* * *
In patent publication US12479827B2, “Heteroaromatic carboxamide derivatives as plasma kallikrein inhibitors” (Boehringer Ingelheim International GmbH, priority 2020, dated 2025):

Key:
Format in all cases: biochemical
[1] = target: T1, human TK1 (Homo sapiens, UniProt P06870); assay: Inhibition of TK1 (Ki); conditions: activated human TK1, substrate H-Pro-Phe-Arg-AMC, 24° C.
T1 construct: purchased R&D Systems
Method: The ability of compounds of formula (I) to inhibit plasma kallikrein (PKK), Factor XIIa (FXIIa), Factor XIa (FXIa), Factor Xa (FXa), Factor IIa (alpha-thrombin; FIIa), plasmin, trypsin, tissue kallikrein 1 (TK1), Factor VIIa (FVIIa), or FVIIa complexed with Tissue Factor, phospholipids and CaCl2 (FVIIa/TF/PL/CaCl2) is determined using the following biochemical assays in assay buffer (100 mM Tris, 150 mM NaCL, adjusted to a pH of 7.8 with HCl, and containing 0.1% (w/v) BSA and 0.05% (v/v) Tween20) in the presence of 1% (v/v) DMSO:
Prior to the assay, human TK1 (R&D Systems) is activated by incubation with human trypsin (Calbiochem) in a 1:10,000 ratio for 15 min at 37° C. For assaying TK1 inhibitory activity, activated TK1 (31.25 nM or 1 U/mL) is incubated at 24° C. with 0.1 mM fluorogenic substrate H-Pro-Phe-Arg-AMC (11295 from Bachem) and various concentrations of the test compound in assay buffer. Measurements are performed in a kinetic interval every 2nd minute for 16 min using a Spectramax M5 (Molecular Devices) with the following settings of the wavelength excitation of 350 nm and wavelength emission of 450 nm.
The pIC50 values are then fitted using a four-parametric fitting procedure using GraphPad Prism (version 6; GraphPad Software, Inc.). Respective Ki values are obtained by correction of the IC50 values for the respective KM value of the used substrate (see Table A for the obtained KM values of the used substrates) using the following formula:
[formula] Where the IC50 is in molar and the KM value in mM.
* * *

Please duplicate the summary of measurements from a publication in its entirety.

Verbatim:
In patent publication US12479827B2, “Heteroaromatic carboxamide derivatives as plasma kallikrein inhibitors” (Boehringer Ingelheim International GmbH, priority 2020, dated 2025):

Key:
Format in all cases: biochemical
[1] = target: T1, human TK1 (Homo sapiens, UniProt P06870); assay: Inhibition of TK1 (Ki); conditions: activated human TK1, substrate H-Pro-Phe-Arg-AMC, 24° C.
T1 construct: purchased R&D Systems
Method: The ability of compounds of formula (I) to inhibit plasma kallikrein (PKK), Factor XIIa (FXIIa), Factor XIa (FXIa), Factor Xa (FXa), Factor IIa (alpha-thrombin; FIIa), plasmin, trypsin, tissue kallikrein 1 (TK1), Factor VIIa (FVIIa), or FVIIa complexed with Tissue Factor, phospholipids and CaCl2 (FVIIa/TF/PL/CaCl2) is determined using the following biochemical assays in assay buffer (100 mM Tris, 150 mM NaCL, adjusted to a pH of 7.8 with HCl, and containing 0.1% (w/v) BSA and 0.05% (v/v) Tween20) in the presence of 1% (v/v) DMSO:
Prior to the assay, human TK1 (R&D Systems) is activated by incubation with human trypsin (Calbiochem) in a 1:10,000 ratio for 15 min at 37° C. For assaying TK1 inhibitory activity, activated TK1 (31.25 nM or 1 U/mL) is incubated at 24° C. with 0.1 mM fluorogenic substrate H-Pro-Phe-Arg-AMC (11295 from Bachem) and various concentrations of the test compound in assay buffer. Measurements are performed in a kinetic interval every 2nd minute for 16 min using a Spectramax M5 (Molecular Devices) with the following settings of the wavelength excitation of 350 nm and wavelength emission of 450 nm.
The pIC50 values are then fitted using a four-parametric fitting procedure using GraphPad Prism (version 6; GraphPad Software, Inc.). Respective Ki values are obtained by correction of the IC50 values for the respective KM value of the used substrate (see Table A for the obtained KM values of the used substrates) using the following formula:
[formula] Where the IC50 is in molar and the KM value in mM.